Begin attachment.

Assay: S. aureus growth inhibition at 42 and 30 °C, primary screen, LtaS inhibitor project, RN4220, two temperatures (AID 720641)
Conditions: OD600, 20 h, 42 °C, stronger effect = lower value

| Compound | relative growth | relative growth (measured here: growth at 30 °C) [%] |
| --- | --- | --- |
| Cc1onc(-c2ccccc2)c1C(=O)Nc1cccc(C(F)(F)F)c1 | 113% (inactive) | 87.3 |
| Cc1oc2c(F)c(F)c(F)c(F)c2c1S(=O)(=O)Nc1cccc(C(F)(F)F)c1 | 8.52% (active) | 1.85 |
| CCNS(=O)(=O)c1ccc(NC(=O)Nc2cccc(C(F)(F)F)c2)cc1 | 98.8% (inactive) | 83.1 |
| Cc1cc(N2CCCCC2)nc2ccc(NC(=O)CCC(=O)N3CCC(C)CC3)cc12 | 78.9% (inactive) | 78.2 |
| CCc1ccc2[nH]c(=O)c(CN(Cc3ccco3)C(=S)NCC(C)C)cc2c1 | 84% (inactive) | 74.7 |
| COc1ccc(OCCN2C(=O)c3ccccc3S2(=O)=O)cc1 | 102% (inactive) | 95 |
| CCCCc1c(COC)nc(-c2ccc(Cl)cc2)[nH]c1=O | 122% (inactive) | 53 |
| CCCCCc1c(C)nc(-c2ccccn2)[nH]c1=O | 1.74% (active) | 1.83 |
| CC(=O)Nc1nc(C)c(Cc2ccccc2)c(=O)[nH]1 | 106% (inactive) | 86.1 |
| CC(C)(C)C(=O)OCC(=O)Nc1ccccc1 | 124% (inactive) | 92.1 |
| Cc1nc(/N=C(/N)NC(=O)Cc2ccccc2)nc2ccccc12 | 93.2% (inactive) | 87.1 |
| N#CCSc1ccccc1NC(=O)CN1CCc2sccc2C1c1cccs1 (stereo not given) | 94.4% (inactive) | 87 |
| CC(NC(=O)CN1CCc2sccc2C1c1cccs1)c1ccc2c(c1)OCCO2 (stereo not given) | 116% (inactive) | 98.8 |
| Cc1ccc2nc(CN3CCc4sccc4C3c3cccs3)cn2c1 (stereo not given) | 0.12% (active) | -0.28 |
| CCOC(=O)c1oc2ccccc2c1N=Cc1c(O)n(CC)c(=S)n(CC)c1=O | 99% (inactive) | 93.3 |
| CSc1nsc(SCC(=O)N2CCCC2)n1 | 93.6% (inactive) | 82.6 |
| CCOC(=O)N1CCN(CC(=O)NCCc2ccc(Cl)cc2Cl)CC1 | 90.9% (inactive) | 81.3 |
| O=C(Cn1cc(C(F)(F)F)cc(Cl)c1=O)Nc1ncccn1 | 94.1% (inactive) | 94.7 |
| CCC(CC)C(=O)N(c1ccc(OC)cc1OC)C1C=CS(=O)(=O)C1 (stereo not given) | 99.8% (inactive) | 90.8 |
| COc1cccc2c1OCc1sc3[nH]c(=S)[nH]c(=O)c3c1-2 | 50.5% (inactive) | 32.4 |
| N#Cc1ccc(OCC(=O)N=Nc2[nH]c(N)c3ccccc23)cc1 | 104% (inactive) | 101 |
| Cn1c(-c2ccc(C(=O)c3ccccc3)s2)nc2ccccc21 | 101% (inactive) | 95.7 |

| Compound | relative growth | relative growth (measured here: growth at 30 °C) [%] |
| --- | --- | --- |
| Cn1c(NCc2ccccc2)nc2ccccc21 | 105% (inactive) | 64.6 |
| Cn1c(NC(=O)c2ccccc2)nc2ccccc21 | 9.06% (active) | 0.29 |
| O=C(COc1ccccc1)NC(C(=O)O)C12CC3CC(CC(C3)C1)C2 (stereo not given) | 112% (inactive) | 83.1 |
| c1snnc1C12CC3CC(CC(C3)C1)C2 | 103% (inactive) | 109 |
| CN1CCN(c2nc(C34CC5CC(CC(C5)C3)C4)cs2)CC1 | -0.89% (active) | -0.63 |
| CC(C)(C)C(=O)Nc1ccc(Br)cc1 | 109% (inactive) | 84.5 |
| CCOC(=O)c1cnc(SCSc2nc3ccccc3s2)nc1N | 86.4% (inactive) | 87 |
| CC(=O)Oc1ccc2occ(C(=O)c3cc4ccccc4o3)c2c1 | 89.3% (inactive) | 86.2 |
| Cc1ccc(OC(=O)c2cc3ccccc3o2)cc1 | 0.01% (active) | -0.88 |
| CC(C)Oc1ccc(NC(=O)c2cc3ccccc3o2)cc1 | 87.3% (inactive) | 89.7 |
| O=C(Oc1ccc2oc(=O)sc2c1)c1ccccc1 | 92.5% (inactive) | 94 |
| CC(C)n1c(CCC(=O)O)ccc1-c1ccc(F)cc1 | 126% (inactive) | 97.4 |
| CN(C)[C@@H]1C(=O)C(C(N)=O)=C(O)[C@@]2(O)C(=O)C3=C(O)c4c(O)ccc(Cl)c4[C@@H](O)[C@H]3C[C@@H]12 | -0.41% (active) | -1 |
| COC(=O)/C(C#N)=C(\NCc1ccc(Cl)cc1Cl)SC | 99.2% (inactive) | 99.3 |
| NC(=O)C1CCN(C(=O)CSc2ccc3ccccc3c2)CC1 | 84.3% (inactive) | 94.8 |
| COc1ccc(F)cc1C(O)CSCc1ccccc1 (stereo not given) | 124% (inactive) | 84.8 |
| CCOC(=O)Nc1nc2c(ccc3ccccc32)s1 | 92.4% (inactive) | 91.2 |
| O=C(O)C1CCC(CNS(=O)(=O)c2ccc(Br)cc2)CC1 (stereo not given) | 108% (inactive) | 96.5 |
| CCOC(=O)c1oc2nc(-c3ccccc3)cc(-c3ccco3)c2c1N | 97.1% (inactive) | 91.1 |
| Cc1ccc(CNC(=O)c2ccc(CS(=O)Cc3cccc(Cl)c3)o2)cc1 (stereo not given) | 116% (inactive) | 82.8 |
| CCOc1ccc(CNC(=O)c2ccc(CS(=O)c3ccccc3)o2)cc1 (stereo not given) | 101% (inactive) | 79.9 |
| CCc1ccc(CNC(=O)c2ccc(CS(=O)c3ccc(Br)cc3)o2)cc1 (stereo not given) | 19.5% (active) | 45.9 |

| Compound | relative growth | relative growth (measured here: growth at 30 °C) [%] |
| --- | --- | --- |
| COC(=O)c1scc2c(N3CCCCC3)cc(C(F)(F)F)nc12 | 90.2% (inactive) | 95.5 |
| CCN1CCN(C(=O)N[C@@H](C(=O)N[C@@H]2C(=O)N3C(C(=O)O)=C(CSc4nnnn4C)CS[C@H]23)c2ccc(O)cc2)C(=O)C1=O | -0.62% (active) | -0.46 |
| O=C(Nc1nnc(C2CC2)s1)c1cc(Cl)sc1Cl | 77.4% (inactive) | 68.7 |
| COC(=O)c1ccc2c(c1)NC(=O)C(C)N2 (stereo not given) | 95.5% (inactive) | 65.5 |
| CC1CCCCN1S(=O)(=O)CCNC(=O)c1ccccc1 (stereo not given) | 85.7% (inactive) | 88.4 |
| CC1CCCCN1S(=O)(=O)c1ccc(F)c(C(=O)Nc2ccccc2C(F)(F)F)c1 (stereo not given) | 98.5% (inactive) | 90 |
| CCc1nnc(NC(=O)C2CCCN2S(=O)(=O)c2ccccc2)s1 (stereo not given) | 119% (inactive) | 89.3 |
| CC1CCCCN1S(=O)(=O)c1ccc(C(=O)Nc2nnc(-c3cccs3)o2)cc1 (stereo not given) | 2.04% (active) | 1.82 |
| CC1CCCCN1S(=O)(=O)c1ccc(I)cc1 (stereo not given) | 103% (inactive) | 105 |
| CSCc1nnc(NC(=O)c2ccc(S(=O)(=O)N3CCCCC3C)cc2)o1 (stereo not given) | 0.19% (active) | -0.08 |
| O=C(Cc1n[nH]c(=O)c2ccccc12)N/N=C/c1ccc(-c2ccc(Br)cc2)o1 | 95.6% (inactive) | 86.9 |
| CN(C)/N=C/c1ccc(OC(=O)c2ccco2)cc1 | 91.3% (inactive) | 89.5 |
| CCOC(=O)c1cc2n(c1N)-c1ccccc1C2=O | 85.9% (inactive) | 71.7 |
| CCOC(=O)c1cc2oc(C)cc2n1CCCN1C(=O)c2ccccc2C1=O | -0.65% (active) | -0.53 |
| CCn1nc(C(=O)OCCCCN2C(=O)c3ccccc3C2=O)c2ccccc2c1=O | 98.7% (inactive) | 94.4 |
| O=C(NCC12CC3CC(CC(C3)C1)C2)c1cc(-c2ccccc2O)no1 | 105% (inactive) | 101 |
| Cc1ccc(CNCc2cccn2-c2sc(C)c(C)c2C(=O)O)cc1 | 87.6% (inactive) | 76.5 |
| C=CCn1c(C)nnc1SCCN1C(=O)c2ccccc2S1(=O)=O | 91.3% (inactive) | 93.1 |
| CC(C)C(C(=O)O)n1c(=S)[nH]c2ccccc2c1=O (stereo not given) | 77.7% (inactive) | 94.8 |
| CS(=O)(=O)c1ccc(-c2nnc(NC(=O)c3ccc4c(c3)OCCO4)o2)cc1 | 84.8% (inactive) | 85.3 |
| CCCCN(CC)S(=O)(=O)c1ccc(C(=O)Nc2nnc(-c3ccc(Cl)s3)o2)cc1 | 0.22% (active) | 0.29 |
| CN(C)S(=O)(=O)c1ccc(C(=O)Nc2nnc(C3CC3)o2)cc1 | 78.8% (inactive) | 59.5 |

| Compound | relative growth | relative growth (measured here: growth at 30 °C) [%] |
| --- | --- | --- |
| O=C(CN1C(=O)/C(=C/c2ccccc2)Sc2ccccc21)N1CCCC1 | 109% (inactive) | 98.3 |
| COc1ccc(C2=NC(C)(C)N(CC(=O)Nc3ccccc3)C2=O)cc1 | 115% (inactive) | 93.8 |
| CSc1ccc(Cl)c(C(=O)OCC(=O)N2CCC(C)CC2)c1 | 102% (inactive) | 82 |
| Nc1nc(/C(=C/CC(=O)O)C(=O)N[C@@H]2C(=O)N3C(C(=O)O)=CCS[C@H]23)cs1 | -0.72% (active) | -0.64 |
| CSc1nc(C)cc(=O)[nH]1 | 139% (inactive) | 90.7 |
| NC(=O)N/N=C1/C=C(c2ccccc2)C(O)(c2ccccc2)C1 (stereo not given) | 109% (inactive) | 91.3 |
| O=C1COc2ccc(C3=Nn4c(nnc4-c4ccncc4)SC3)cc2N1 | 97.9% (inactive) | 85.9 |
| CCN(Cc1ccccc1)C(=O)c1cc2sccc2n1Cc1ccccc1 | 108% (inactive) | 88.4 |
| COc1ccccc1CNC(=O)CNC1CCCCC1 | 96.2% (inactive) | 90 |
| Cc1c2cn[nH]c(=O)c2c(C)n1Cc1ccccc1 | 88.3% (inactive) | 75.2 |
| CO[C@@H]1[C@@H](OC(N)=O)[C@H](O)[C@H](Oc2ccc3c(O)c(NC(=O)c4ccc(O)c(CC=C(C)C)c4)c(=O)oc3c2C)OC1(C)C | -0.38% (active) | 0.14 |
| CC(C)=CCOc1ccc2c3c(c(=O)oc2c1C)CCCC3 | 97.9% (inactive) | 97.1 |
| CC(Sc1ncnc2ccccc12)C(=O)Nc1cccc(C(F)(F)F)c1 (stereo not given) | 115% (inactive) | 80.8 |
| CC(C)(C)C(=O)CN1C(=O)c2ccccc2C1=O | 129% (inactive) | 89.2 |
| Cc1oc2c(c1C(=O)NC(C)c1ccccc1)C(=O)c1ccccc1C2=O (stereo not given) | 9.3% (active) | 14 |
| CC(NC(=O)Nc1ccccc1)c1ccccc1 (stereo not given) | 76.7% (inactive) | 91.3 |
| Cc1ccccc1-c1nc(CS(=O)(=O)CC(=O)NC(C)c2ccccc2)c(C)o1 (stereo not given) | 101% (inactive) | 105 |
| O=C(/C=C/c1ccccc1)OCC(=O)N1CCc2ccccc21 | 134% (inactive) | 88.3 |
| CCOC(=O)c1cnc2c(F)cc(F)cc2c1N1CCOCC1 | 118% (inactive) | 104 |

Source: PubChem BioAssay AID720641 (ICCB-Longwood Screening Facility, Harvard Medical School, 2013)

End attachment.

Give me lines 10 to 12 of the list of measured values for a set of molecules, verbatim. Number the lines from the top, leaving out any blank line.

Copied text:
| COc1ccc(OCCN2C(=O)c3ccccc3S2(=O)=O)cc1 | 102% (inactive) | 95 |
| CCCCc1c(COC)nc(-c2ccc(Cl)cc2)[nH]c1=O | 122% (inactive) | 53 |
| CCCCCc1c(C)nc(-c2ccccn2)[nH]c1=O | 1.74% (active) | 1.83 |